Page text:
A way to allow this is by adding the above options when placing the Else (maybe a dropdown), and showing it's state (type of execution) in the Else condition.

    Another possibility is to use the positioning of the Else in relation to it's parent to change the execution type:

    -if the Else is in the same level as it's parent, the Else runs parallel;

    -if the Else is placed as a sub-event of it's parent, the Else runs only when the parent is False.

    Following this logic this would always set the Variable to 0:

    <img src="" border="0" />

    While this would set the Variable to 1 or 0 depending on the Variable value:

    <img src="" border="0" />

    There should be more ways of doing this, these are just the ones I could think right now.

    Independently of the final solution, I agree with Fimbul that the Else should be listed in the right-click menu. It would act similar to an "Add blank sub-event", but adding the proper Else below the current event instead of a blank sub-event.

    *Edit: added images for better demonstration and improved the explanations.

  • Animmaniac,

    i like this 'method'. basically a 'hierarchical else' event. if i understand you correctly.

    i think it may solve ash's main problem, which is to keep the solution as elegant as possible. meaning, no multiple 'else' event statements. instead of that, you have implemented one 'else' with multiple event states, that mirror the intended use. am i reading you right so far.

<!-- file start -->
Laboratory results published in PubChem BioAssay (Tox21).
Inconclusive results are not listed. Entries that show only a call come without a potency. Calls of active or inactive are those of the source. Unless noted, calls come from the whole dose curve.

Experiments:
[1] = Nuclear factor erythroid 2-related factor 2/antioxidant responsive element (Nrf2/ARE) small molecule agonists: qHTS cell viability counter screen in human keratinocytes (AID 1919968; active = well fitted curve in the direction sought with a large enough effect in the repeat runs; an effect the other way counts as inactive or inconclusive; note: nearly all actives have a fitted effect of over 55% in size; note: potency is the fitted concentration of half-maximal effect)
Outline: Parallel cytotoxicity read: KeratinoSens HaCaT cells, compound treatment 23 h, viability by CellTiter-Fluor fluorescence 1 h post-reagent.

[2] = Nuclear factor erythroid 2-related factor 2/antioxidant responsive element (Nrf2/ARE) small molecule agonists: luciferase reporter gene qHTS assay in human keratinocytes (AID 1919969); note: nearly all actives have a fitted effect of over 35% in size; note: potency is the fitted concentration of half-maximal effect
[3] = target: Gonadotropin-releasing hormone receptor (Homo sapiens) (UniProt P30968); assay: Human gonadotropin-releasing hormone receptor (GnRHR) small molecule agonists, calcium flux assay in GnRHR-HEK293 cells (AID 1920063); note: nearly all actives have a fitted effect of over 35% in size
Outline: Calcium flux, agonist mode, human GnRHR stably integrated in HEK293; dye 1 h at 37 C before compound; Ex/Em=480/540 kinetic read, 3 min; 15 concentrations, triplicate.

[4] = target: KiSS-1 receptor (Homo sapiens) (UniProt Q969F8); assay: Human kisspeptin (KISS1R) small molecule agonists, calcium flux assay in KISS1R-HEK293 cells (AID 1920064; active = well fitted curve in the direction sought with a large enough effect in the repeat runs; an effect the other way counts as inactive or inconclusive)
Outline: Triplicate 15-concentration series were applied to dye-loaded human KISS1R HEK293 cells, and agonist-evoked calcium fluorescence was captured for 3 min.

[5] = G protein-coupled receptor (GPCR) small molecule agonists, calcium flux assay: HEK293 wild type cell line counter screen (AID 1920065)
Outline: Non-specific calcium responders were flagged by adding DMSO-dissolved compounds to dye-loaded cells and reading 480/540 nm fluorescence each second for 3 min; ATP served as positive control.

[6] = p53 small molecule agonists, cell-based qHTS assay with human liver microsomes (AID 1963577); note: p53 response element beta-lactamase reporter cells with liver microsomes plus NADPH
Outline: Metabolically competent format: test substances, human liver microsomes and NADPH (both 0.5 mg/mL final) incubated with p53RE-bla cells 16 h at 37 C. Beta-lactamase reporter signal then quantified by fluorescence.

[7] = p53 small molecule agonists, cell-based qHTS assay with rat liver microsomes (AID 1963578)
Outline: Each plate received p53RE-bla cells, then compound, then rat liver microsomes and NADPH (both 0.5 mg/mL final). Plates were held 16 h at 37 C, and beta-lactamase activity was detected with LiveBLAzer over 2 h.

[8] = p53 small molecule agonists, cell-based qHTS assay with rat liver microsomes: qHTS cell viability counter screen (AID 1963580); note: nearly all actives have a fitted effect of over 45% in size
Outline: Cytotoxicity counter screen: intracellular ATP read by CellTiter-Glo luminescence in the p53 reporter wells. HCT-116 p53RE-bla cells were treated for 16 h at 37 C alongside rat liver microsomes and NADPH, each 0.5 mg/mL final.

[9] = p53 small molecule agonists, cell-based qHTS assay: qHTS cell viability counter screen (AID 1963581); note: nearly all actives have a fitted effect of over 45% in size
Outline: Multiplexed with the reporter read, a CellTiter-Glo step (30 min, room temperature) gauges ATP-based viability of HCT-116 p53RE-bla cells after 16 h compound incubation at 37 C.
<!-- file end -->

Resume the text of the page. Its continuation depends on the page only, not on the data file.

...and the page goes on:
it seems like this could solve the problem ash talked about with nested or stacked 'else' events. you could conceivably mix and match the usage to fit the functionality intended;

    event: condition 1

    else> event: condition 2

          else> event: condition 3

                else> event: condition 4

    else> event: condition 5

    if i understand your logic than this event course can be built where;

    conditions 1, 2 and 5 are assessed in parallel while conditions 3 and 4 are optional choices of condition 2

    am i seeing this right?

  • Yes, that's right harrio. Although I wasn't accounting for an ElseIf, it can be extended that way.

  • I believe Switch logical statement would have solved at least one problem beautifully.

    + SWITCH: Sprite.Variable1
     + CASE: Sprite.Variable1 < 0
     > do something
     + CASE: Sprite.Variable1 >= 0 AND < Sprite.Variable1 < 1